Deeply connected and well-trained volunteers help sustain the success and longevity of relationships between classrooms, teachers, students, and volunteers. Each fall the Micah Initiative starts off with a kick-off event for its 1000+ volunteers. And Micah draws its volunteers from low and high places–A federal court judge and an everyday parishioner can share the same experience and have the same affect on a public school student. Tiffany reflected at the All Our Children conference earlier this year that she believes this kick off event in part leads to the success of each school year. The yearly event includes keynote speakers from greater Richmond as well as four separate seminars dedicated to preparing volunteers for various aspects of working in the schools. During one of the breakout sessions during our own conference, Tiffany spoke broadly on the many efforts that Micah has to engage volunteers in their work and to support them as much as the volunteers themselves support the students. Having volunteers who feel supported and essential to the program and community is a key component for lasting success.
One volunteer, Don Cowles, has served as a mentor with students in Richmond for many years. He is a foundational member of Micah and was one of the first individuals to step forward in All Our Children’s earliest gatherings. When asked about what makes Micah so successful, he too quoted the strong foundational principles, but also acknowledged that a partnership is always two-sided. “It’s all about personal relationships, whether with a student, classroom teacher or principal and (2) it’s about serving with humility (e.g., never do for others what they can do for themselves). The story of Jesus’ interaction with blind Bartimaeus offers a good model–“What do you want me to do for you?” Don said in an emailed statement. Tiffany Hall echoed his sentiment saying, “It’s about what we can do for each other. The students offer you a different perspective on your own personal life. They make us laugh. They have so much life.”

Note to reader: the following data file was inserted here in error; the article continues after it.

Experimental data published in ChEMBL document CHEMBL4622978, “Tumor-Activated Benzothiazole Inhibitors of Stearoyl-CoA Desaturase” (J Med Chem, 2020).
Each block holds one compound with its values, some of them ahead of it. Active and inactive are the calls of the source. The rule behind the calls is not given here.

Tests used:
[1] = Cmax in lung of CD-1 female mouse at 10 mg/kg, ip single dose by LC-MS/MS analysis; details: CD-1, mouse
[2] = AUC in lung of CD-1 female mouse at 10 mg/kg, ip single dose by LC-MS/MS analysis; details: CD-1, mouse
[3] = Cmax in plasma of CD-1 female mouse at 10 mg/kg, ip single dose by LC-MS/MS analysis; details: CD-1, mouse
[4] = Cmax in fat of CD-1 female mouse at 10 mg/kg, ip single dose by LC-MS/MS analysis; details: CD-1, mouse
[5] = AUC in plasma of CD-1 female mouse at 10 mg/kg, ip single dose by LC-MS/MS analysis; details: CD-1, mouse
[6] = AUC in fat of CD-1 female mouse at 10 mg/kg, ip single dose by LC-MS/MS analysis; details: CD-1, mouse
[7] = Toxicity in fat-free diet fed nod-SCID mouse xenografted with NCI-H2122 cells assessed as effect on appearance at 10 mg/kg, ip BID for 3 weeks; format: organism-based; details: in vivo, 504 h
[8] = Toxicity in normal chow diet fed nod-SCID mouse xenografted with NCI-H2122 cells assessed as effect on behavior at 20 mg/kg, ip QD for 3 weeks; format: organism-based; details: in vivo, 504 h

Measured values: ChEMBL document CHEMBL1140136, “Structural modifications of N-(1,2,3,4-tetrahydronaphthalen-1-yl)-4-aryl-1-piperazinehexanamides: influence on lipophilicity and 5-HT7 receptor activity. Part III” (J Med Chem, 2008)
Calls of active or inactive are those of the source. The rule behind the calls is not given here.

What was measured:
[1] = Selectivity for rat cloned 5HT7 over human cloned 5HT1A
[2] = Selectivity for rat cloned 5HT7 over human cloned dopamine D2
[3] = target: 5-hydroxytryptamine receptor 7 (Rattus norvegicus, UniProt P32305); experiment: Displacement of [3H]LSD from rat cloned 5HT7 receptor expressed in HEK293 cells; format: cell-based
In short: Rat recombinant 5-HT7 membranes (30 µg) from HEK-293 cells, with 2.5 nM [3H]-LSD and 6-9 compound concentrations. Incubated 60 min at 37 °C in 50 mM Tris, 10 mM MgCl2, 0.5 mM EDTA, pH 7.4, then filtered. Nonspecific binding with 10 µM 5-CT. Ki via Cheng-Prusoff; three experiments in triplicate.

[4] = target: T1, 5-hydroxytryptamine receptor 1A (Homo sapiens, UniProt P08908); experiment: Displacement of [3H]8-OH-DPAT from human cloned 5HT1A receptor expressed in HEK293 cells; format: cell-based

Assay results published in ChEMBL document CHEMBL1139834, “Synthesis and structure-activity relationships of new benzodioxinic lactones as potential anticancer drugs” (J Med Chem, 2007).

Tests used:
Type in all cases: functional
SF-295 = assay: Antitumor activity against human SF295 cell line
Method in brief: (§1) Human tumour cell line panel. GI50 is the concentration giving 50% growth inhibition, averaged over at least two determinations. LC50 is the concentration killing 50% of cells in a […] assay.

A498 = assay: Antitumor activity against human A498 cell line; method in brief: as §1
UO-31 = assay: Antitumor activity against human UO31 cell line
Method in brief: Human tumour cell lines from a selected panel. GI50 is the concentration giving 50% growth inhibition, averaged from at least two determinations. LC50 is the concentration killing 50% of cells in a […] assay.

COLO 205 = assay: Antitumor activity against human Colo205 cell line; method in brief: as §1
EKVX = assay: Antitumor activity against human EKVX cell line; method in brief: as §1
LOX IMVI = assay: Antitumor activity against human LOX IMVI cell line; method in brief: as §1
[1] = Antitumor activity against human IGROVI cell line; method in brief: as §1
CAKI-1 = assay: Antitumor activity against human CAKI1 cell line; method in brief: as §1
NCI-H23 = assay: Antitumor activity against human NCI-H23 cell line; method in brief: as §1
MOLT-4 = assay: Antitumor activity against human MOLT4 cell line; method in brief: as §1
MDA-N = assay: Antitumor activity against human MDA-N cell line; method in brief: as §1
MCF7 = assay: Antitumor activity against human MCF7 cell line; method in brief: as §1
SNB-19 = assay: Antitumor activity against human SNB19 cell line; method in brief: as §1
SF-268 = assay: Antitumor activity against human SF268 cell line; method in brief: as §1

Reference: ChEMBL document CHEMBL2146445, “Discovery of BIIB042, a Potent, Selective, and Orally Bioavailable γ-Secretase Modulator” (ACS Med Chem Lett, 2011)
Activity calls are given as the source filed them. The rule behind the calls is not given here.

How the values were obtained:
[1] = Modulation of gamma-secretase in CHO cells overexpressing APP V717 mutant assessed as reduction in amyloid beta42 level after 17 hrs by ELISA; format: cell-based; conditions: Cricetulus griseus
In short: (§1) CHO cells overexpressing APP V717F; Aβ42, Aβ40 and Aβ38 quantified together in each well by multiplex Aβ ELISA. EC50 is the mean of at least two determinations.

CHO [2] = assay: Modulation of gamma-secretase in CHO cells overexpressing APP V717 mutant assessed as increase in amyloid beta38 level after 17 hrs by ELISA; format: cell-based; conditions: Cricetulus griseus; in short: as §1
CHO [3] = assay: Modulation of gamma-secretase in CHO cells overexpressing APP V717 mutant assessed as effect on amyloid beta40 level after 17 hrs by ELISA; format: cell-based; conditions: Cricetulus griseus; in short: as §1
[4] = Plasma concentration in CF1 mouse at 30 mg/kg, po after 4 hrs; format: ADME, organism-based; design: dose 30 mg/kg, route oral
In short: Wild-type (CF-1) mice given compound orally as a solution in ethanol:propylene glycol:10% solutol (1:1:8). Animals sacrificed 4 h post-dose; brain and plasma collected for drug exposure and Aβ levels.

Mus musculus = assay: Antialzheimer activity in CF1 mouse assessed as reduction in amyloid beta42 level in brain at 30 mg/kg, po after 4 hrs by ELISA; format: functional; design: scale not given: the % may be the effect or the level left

There’s no denying that there is a lot of work happening every day with the Micah Initiative. From their hardworking director managing 23 sites, to the school coordinators, to the dozens of mentors out working in the schools, it is clear that it is dedication to the school and its student that drives all participants in this unique organization and has helped grow Micah from their small beginnings to the boisterous programs of today. But more than the work itself, the spirit of trust and giving relationships is what has propelled the organization and its partners to become respected, relied on, and loved in the schools. “Thinking individually and at large has changed the culture of what happens here,” Tiffany says. “We are saying that there is joy in this school.” And for fifteen years Micah has continued engaging faith-communities, students, and teachers by reinforcing and sharing the joy that is learning and building Richmond’s youth.